(v) a strongly negative material which is a cholesteric, preferably together also with a pleochroic dye, for use in cholesteric-to-nematic phase change effect devices (positive contrast type) in which the molecular arrangement may be changed from a weakly scattering, i.e. clear, surface aligned homeotropic texture (OFF state) to a strongly scattering twisted homogeneous texture (ON state) by an electric field;
(vi) a positive material which is a cholesteric, preferably together also with a pleochroic dye, in cholesteric-to-nematic phase change effect devices (negative contrast type) in which the molecular arrangement may be changed from a scattering focal conic texture (OFF state) to a clear homeotropic texture (ON state) by an electric field;
(vii) a negative nematic material of suitable resistivity (about 109 ohm-cm), in dynamic scattering effect devices in which the molecular arrangement may be changed from a clear homeotropic texture (OFF state) to a turbulent scattering texture (ON state) by an electric field;
(viii) a positive nematic material in two frequency switching effect devices (which may be twisted nematic effect devices) in which the dielectric anisotropy of the material may be changed from (at low frequency) positive (OFF state) to negative (ON state) by the application of a high frequency electric field.
The construction and operation of the above devices and the general kinds of material which are suitable for use in them are themselves known.
The host material to which one or more compounds of Formula (I) are added may itself be a mixture of two or more compounds selected for the particular device application.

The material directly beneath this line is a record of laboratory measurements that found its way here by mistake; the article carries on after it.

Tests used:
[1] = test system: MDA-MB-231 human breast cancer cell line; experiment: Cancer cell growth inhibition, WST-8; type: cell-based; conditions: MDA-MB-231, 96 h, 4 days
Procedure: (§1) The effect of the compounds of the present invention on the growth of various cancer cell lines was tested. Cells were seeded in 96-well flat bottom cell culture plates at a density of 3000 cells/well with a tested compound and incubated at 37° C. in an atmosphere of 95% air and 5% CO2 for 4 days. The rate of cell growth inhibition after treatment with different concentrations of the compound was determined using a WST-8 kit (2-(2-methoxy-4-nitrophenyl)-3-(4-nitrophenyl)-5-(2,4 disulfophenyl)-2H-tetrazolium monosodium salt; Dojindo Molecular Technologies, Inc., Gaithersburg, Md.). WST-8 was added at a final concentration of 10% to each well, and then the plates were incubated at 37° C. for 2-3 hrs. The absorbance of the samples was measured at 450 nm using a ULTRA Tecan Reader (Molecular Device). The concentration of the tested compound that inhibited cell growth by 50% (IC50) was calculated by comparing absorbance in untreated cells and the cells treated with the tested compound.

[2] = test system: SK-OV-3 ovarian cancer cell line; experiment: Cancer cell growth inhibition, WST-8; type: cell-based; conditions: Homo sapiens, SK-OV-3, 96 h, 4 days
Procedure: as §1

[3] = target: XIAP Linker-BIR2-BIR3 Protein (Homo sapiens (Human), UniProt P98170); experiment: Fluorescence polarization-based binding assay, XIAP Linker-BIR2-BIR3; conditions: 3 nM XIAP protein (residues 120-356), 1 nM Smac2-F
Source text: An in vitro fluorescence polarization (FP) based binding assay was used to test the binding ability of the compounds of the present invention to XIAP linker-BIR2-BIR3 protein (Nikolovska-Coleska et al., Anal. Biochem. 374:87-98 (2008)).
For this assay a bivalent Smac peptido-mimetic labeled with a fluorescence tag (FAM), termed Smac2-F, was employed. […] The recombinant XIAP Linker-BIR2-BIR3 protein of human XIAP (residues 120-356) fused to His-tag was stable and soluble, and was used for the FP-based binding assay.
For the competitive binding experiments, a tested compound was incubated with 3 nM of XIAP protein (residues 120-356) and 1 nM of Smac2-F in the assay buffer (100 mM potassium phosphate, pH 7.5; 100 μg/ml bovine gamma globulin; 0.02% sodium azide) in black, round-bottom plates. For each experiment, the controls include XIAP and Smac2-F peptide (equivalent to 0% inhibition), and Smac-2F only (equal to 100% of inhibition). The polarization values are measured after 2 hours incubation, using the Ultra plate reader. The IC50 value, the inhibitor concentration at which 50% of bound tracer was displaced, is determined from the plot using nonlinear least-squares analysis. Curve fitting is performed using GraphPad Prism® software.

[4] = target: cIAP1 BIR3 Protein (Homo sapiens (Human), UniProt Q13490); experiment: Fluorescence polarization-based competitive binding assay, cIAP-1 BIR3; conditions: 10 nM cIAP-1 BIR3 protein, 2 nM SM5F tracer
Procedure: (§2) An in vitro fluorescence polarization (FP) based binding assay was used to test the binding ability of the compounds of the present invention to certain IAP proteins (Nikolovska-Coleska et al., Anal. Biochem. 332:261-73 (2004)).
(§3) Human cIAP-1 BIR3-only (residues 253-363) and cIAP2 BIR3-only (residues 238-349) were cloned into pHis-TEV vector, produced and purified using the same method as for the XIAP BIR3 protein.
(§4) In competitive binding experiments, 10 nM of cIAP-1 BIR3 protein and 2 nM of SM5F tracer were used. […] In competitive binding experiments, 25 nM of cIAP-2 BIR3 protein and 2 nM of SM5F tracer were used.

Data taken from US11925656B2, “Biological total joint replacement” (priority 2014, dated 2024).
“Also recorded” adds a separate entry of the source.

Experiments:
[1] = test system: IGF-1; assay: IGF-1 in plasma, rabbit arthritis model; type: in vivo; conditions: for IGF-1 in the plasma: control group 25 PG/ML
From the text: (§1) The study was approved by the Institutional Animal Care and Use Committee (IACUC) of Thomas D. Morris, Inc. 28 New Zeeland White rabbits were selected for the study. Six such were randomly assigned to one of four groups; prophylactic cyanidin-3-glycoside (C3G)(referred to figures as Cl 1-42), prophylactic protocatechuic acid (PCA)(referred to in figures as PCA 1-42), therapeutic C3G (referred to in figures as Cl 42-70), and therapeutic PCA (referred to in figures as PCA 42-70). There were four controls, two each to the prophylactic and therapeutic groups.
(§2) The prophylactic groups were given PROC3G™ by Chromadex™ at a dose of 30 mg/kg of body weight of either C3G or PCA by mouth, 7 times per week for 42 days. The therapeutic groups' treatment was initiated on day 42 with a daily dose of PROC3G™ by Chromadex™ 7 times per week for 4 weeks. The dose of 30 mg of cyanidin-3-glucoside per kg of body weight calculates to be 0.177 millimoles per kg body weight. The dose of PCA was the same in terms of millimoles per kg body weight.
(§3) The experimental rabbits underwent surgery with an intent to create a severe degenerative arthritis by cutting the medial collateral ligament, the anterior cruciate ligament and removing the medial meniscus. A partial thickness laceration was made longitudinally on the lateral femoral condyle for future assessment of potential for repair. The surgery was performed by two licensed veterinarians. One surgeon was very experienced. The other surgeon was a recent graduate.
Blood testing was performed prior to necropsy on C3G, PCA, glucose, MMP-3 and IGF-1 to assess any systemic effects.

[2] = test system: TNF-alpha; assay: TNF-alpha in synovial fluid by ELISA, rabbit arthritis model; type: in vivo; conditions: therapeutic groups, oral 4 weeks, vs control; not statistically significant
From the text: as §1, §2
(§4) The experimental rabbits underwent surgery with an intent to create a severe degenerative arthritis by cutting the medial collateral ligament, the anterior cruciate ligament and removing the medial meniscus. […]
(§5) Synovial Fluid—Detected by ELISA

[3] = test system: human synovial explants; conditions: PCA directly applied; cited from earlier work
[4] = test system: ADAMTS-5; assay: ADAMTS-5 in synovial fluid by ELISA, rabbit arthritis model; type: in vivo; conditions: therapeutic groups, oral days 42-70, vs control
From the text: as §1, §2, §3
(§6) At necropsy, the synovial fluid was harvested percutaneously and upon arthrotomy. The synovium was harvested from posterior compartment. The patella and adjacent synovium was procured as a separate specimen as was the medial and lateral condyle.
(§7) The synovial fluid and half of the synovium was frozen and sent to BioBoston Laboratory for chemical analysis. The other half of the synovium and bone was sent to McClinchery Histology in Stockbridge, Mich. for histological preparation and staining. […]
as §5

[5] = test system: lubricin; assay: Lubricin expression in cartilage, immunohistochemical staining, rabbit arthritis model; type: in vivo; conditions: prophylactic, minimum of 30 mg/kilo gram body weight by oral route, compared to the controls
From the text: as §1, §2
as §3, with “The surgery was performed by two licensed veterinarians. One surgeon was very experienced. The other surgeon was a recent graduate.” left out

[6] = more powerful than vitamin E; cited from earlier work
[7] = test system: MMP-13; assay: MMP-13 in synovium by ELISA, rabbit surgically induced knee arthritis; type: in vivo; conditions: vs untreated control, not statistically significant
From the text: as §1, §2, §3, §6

Where a host material is for use in a twisted nematic effect, cholesteric to nematic phase change effect (negative contrast type) or Freedericksz effect (positive nematic type) device the material preferably contains one or more compounds selected from the following families to give a liquid crystal phase at room temperature as well as a positive dielectric anisotropy. ##STR17## where the various groups R are the same or different alkyl groups (preferably n-alkyl having up to 10 carbon atoms).
The material may also contain one or more high clearing point compounds (typically up to about 35% by weight) of the following classes to extend the liquid crystal temperature range of the material at its upper end: ##STR18## where R is as defined above.
The compounds of Formula (I) are particularly suitable for use in liquid crystal materials which may be used in multiplexed twisted nematic effect devices. As taught in published UK Patent Applications Nos. 2,031,010A and 2,063,287A the multiplexibility of a strongly positive host material, eg consisting of biphenyl compounds of Formula (IIIa) and/or the PCH compounds of Formula (VIIb), together with one or more high clearing point compounds selected from the classes of Formulae (IVa to h), may be improved by the addition of a component of low dielectric anisotropy. This improvement is believed to be brought about by the disruption of anti-parallel pairing of the molecules of the cyano compounds caused by introduction of the material of low dielectric anisotropy.
The component of low dielectric anisotropy may comprise one or more compounds of Formula (I) optionally together with one or more compounds selected from the following known families. ##STR19## where X=halo, preferably fluoro, ##STR20## =bicyclo(2,2,2)octane and R is as defined above.
A multiplexed twisted nematic device may also contain a small amount, eg up to about 2% by weight, of a chiral additive, eg the BDH compound C 15.